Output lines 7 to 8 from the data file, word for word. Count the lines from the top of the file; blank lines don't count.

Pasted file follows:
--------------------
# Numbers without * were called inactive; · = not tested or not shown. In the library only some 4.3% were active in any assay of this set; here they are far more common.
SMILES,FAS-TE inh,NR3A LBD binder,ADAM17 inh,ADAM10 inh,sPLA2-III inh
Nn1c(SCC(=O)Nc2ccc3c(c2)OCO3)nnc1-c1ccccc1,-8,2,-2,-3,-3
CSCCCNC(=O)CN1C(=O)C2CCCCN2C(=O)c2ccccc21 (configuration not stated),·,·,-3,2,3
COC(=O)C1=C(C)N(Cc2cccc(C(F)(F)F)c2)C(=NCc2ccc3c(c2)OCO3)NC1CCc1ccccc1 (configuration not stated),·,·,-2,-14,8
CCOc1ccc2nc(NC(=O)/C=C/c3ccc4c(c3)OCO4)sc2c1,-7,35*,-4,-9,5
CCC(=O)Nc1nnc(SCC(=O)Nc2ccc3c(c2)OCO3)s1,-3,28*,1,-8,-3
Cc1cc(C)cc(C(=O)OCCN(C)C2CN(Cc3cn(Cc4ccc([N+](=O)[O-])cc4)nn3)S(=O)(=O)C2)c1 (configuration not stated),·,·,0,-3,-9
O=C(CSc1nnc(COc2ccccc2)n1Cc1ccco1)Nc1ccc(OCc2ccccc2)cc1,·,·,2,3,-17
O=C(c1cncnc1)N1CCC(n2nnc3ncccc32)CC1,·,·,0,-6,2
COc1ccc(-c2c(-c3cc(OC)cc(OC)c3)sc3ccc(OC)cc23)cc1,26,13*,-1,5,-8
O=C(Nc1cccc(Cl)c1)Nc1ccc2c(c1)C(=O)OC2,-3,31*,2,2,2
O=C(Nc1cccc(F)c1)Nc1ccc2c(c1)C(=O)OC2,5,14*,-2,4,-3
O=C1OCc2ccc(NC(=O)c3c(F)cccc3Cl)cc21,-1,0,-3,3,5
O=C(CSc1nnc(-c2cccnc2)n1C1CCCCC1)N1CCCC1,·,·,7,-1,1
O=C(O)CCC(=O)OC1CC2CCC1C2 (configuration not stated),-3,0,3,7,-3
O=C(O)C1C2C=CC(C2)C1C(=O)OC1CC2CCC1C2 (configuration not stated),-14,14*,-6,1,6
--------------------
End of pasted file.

CCC(=O)Nc1nnc(SCC(=O)Nc2ccc3c(c2)OCO3)s1,-3,28*,1,-8,-3
Cc1cc(C)cc(C(=O)OCCN(C)C2CN(Cc3cn(Cc4ccc([N+](=O)[O-])cc4)nn3)S(=O)(=O)C2)c1 (configuration not stated),·,·,0,-3,-9